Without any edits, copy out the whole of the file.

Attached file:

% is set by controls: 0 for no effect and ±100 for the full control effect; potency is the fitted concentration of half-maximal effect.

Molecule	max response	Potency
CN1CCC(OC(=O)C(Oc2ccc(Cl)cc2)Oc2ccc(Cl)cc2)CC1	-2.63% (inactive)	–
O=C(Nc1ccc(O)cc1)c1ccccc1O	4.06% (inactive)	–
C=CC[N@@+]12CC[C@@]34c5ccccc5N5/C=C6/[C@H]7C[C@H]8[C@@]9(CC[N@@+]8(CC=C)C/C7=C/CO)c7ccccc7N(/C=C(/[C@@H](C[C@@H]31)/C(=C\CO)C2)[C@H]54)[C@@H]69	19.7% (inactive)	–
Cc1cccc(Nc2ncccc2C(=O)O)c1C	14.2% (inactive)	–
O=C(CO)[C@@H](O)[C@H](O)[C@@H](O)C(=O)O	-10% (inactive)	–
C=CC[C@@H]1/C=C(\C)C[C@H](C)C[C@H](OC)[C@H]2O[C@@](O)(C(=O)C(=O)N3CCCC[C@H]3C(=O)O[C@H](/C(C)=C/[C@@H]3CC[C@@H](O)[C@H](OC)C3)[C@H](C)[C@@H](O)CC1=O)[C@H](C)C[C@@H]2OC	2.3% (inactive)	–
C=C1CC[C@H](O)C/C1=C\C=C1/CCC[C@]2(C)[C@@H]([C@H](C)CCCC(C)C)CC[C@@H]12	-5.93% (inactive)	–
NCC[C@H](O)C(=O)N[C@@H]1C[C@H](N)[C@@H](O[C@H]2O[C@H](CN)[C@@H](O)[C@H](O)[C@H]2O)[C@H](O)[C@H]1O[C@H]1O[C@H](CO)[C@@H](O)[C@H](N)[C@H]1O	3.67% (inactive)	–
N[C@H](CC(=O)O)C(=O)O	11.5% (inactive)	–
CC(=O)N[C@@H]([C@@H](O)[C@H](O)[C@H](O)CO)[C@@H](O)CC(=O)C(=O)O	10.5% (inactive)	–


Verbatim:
% is set by controls: 0 for no effect and ±100 for the full control effect; potency is the fitted concentration of half-maximal effect.

Molecule	max response	Potency
CN1CCC(OC(=O)C(Oc2ccc(Cl)cc2)Oc2ccc(Cl)cc2)CC1	-2.63% (inactive)	–
O=C(Nc1ccc(O)cc1)c1ccccc1O	4.06% (inactive)	–
C=CC[N@@+]12CC[C@@]34c5ccccc5N5/C=C6/[C@H]7C[C@H]8[C@@]9(CC[N@@+]8(CC=C)C/C7=C/CO)c7ccccc7N(/C=C(/[C@@H](C[C@@H]31)/C(=C\CO)C2)[C@H]54)[C@@H]69	19.7% (inactive)	–
Cc1cccc(Nc2ncccc2C(=O)O)c1C	14.2% (inactive)	–
O=C(CO)[C@@H](O)[C@H](O)[C@@H](O)C(=O)O	-10% (inactive)	–
C=CC[C@@H]1/C=C(\C)C[C@H](C)C[C@H](OC)[C@H]2O[C@@](O)(C(=O)C(=O)N3CCCC[C@H]3C(=O)O[C@H](/C(C)=C/[C@@H]3CC[C@@H](O)[C@H](OC)C3)[C@H](C)[C@@H](O)CC1=O)[C@H](C)C[C@@H]2OC	2.3% (inactive)	–
C=C1CC[C@H](O)C/C1=C\C=C1/CCC[C@]2(C)[C@@H]([C@H](C)CCCC(C)C)CC[C@@H]12	-5.93% (inactive)	–
NCC[C@H](O)C(=O)N[C@@H]1C[C@H](N)[C@@H](O[C@H]2O[C@H](CN)[C@@H](O)[C@H](O)[C@H]2O)[C@H](O)[C@H]1O[C@H]1O[C@H](CO)[C@@H](O)[C@H](N)[C@H]1O	3.67% (inactive)	–
N[C@H](CC(=O)O)C(=O)O	11.5% (inactive)	–
CC(=O)N[C@@H]([C@@H](O)[C@H](O)[C@H](O)CO)[C@@H](O)CC(=O)C(=O)O	10.5% (inactive)	–